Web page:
Shenandoah University faculty and staff are volunteering on the front lines of the regional COVID-19 vaccination rollout — with many able to receive the vaccine for their efforts.
Approximately 20 faculty and staff are helping during the first two weeks of administration, with a total of 60 signed up to help after that. Those in health professions, pharmacy and nursing (adjunct or full-time) who are credentialed to give vaccines will help administer the vaccine. Health care observers will watch for side effects immediately after participants receive a shot, while other faculty and staff will perform clerical and data entry duties.
In Their Own Words
“It was such a gift to be able to help vaccinate those who have been on the frontlines these past nine months. I was beyond grateful, that as a pharmacist, I was able to tell them thank you in such a meaningful way. And then at the end of the evening to receive my vaccine … it felt surreal. Together we can all do our part to help bring the ‘light at the end of the tunnel’ a little closer.
Katelyn Sanders, Director of Admissions, PharmD
Erika Francis, MSPAS, PA-C, associate professor of physician assistant studies, was there vaccinating people on Tuesday.
It was really exciting and a little emotional and I’m not the emotional type. I received a vaccine at the end of the day when we had some vaccine that was brought to room temperature and had to be used that day. I was happy to volunteer to receive one of the first vaccines in the region. It is a privilege to work at Shenandoah, where we are encouraged to provide service and volunteer in the community.”
Director of Student Support Services Holli Phillips, M.A., said the first day of vaccinations was “amazing.” Phillips served as both a screener and a post-vaccination observer.
Valley Health did a great job scheduling and everything went so smoothly and was extremely efficient. I got a chance to talk to so many of the recipients and they were all grateful and hopeful. A few were even emotional, with one person telling me (with tears in her eyes) that she ‘can finally see an end to the nightmare.’ So thankful to be a part of this moment in history.”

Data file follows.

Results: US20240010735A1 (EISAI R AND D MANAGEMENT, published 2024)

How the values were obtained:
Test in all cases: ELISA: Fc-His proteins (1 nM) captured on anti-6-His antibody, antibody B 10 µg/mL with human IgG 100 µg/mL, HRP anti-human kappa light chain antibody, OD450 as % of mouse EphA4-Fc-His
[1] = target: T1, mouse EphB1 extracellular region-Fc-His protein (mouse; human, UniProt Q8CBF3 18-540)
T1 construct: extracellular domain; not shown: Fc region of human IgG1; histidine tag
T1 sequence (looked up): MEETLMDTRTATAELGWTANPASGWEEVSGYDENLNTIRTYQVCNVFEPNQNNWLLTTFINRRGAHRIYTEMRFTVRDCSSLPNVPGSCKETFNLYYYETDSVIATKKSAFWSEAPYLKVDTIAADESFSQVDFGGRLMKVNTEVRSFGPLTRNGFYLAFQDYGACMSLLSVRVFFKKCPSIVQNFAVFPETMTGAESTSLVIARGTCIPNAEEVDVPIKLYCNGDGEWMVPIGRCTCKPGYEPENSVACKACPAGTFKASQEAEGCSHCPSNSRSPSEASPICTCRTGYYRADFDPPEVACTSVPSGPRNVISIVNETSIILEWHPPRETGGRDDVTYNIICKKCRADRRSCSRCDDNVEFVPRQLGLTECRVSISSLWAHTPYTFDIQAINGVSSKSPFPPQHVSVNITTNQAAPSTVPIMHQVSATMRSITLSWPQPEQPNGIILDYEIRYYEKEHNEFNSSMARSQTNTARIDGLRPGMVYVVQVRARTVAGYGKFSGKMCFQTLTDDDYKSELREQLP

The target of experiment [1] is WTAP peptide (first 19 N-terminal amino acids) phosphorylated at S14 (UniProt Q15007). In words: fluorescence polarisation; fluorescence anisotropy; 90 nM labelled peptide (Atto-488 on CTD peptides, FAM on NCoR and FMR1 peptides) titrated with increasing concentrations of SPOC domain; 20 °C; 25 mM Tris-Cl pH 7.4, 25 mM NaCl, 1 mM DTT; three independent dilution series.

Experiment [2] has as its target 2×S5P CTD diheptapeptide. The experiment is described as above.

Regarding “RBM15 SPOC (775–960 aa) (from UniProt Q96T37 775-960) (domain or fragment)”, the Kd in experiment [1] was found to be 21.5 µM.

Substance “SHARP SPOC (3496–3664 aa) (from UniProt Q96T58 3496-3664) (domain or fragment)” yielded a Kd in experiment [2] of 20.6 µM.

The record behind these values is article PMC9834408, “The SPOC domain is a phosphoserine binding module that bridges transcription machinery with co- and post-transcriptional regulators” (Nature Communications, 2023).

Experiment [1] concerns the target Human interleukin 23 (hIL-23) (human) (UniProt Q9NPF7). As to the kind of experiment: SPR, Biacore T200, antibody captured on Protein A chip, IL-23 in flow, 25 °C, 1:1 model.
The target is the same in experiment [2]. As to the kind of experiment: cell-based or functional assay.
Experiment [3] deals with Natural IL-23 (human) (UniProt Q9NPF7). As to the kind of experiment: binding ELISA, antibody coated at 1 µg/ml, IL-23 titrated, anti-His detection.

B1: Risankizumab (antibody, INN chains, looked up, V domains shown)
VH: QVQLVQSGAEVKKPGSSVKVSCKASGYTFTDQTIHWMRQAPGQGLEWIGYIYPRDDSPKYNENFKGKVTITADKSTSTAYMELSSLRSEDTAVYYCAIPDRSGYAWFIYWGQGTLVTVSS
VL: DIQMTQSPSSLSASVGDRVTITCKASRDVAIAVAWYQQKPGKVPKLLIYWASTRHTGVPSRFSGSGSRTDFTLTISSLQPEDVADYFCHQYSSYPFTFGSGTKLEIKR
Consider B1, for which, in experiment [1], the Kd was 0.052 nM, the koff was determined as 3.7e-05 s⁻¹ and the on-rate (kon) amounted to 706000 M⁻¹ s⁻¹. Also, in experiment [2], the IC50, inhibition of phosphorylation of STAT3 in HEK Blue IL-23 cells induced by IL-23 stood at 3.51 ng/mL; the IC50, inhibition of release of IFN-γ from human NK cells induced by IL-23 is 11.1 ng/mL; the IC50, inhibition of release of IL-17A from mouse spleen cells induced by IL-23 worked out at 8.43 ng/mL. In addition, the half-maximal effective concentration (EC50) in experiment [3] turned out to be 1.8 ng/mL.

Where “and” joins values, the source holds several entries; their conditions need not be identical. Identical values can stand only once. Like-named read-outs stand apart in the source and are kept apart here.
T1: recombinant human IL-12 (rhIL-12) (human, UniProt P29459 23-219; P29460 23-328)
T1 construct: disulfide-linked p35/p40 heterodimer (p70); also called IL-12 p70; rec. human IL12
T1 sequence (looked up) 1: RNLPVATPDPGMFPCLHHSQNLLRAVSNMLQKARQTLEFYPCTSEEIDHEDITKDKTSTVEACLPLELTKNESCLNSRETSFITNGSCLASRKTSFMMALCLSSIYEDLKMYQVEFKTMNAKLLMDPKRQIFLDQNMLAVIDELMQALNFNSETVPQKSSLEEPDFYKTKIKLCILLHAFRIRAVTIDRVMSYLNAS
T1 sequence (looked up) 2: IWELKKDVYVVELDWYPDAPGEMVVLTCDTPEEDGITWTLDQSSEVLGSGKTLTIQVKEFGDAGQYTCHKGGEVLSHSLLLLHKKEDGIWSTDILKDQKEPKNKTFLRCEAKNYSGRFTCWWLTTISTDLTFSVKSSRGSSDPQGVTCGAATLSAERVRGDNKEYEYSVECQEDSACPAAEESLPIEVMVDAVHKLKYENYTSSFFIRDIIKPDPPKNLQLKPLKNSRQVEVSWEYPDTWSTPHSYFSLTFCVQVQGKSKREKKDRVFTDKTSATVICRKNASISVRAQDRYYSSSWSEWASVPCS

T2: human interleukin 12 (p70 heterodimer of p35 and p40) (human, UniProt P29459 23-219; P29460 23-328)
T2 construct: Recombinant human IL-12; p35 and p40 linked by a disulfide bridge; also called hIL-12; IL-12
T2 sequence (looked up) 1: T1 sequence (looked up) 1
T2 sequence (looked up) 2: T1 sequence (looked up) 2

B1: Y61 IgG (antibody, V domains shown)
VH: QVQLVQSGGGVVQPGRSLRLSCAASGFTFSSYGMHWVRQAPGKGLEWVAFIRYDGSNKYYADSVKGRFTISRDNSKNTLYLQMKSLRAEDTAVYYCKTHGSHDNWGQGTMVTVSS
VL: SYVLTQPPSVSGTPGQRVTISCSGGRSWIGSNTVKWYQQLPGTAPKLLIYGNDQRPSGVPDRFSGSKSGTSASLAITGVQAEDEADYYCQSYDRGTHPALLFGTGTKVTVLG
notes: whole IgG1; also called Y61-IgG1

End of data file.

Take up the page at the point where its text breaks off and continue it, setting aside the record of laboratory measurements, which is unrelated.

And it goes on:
Assistant Professor of Pharmacy Practice Iain Pritchard, PharmD, BCACP, said the first vow taken in the Oath of the Pharmacist is “I will consider the welfare of humanity and relief of human suffering my primary concerns.” Pritchard will serve as a vaccinator during the rollout.
For me, taking this opportunity to vaccinate our community allows me to participate in the continuous fulfillment of that vow. This virus has had dramatic impacts on my family, patients, and students, and every action taken to lessen those impacts is necessary and worthwhile.”
Shenandoah Interim Director of Human Resources Kim McDonald, who is helping with clerical and data entry duties, said it felt “so good” to partner with Valley Health.
I met several nice people to work with while on my shift. The excitement of people getting the vaccine, especially since these are front line workers, was humbling and rewarding. You could tell how exhausted they were, but this has given them a spark. So proud to be able to represent SU in this amazing opportunity.”
Niccole Gatliff, associate registrar, is doing check-in for those receiving the vaccination.
To be on the front lines of history in the making and helping those who have helped so many is something I will always cherish. I very much enjoy working at SU and having the opportunity to be involved in its many partnerships and initiatives.”